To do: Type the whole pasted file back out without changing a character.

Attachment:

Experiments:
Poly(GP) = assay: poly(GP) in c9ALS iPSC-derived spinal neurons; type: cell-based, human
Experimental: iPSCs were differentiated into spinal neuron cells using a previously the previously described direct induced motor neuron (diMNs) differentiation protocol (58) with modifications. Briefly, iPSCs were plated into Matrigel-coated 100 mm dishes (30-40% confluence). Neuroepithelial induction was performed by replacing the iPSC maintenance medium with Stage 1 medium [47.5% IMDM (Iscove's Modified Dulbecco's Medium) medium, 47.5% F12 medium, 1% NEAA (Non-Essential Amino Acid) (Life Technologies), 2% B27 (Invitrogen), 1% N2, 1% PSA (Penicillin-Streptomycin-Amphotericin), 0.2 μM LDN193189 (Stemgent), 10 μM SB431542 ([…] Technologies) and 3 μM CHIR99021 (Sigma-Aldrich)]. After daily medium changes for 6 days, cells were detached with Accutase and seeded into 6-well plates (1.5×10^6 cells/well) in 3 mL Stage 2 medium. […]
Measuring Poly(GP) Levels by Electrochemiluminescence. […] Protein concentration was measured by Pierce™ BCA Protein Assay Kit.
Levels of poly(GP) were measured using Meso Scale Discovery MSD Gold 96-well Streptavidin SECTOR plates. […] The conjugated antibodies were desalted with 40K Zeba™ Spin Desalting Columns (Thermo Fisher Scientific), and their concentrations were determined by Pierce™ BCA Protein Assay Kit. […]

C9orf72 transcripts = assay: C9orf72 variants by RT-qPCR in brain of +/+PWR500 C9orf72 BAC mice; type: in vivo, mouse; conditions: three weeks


Experiments:
Poly(GP) = assay: poly(GP) in c9ALS iPSC-derived spinal neurons; type: cell-based, human
Experimental: iPSCs were differentiated into spinal neuron cells using a previously the previously described direct induced motor neuron (diMNs) differentiation protocol (58) with modifications. Briefly, iPSCs were plated into Matrigel-coated 100 mm dishes (30-40% confluence). Neuroepithelial induction was performed by replacing the iPSC maintenance medium with Stage 1 medium [47.5% IMDM (Iscove's Modified Dulbecco's Medium) medium, 47.5% F12 medium, 1% NEAA (Non-Essential Amino Acid) (Life Technologies), 2% B27 (Invitrogen), 1% N2, 1% PSA (Penicillin-Streptomycin-Amphotericin), 0.2 μM LDN193189 (Stemgent), 10 μM SB431542 ([…] Technologies) and 3 μM CHIR99021 (Sigma-Aldrich)]. After daily medium changes for 6 days, cells were detached with Accutase and seeded into 6-well plates (1.5×10^6 cells/well) in 3 mL Stage 2 medium. […]
Measuring Poly(GP) Levels by Electrochemiluminescence. […] Protein concentration was measured by Pierce™ BCA Protein Assay Kit.
Levels of poly(GP) were measured using Meso Scale Discovery MSD Gold 96-well Streptavidin SECTOR plates. […] The conjugated antibodies were desalted with 40K Zeba™ Spin Desalting Columns (Thermo Fisher Scientific), and their concentrations were determined by Pierce™ BCA Protein Assay Kit. […]

C9orf72 transcripts = assay: C9orf72 variants by RT-qPCR in brain of +/+PWR500 C9orf72 BAC mice; type: in vivo, mouse; conditions: three weeks